Vera Baird: The Information Commissioner is appointed by Her Majesty by Letters Patent for a term not exceeding five years. The Department's plans for when the Commissioner's term of office expires in 2007 will be based on the procedures in the Code of Practice of the Commissioner for Public Appointments which sets out the terms and criteria for appointments and re-appointments to public bodies within the remit of the Commissioner for Public Appointments.
Mr. Burrowes: To ask the Minister of State, Department for Constitutional Affairs from whom guidance is issued on the practice of magistrates courts refusing to issue application forms for criminal legal aid. 
Vera Baird: The magistrates courts carry out means testing in accordance with guidance issued by the Legal Services Commission, who have statutory responsibility for the grant of legal aid. The guidance states that magistrates courts should provide forms in an emergency, for example if a lawyer has no forms with him.
Mr. Baron: To ask the Minister of State, Department for Constitutional Affairs what the cost was of payments to each of the three lead barristers who provided advice on the merits of the MMR/MR litigation; and which barristers received those payments.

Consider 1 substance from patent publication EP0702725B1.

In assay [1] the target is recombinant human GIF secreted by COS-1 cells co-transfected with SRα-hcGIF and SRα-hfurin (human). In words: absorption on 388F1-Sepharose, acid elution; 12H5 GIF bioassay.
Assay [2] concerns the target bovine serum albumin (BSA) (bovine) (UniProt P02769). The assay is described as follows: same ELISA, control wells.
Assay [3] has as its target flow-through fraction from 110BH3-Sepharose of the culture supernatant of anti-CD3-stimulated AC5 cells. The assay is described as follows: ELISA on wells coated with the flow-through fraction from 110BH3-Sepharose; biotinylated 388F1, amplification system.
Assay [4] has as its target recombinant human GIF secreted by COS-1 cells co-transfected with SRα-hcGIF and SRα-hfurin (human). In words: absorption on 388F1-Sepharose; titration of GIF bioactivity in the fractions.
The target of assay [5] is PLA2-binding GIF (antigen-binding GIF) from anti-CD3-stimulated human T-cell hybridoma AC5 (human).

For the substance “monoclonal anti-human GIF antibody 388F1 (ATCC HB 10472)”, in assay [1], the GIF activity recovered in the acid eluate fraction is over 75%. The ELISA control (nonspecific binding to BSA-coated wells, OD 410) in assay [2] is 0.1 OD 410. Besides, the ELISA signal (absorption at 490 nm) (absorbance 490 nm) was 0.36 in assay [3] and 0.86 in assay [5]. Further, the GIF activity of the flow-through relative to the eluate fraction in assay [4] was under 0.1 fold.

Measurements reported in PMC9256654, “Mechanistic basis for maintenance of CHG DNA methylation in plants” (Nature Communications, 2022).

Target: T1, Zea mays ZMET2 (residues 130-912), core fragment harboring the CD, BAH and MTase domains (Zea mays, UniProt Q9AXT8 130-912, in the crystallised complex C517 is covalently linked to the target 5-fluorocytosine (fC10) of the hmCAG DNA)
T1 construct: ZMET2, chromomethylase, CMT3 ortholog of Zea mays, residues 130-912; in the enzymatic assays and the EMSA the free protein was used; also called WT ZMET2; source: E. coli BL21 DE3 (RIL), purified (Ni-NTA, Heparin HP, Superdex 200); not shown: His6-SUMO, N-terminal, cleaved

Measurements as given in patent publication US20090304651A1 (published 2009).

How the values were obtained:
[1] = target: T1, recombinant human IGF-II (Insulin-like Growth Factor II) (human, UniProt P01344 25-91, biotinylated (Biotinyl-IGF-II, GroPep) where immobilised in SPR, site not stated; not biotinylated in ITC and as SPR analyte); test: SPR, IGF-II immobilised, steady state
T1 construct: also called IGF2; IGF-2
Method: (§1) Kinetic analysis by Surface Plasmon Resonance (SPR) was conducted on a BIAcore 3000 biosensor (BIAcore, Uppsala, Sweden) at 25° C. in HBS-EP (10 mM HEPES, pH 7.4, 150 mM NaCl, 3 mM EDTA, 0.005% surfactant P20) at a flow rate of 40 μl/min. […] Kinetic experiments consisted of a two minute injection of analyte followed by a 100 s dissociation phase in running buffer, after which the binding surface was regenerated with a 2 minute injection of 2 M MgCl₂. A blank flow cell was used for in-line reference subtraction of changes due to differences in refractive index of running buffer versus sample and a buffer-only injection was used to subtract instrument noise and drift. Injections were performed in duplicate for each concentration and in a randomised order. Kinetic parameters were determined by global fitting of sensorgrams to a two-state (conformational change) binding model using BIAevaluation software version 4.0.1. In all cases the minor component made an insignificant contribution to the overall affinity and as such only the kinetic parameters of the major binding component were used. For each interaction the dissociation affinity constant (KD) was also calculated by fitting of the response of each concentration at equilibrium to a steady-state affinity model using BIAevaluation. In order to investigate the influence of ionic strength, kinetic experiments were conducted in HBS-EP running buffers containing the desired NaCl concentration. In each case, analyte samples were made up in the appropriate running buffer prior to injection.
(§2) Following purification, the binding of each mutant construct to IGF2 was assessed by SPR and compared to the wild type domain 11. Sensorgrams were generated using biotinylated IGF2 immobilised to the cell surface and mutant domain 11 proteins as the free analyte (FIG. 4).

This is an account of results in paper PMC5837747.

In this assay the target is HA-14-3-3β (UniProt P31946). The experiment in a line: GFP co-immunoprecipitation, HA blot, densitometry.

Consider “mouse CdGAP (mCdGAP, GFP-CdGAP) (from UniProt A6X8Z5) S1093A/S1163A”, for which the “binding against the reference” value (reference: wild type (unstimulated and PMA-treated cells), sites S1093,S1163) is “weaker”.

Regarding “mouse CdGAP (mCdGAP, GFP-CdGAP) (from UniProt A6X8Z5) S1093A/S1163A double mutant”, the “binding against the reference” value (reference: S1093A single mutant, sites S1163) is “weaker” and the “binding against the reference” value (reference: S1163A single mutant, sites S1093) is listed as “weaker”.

Dr. Cable: To ask the Secretary of State for Wales how many staff were employed through employment agencies in (a) his Department and (b) each of its agencies in each of the last five years for which information is available; and what the (i) average and (ii) longest time was for which these temporary workers were employed in each year. 
Mr. Hain: The Wales Office employs temporary staff to undertake specific projects, to cover vacant posts during recruitment campaigns and to fill posts where suitable permanent staff cannot be found. Figures are not available for years prior to 2003-04, and this information could be gathered only at disproportionate cost.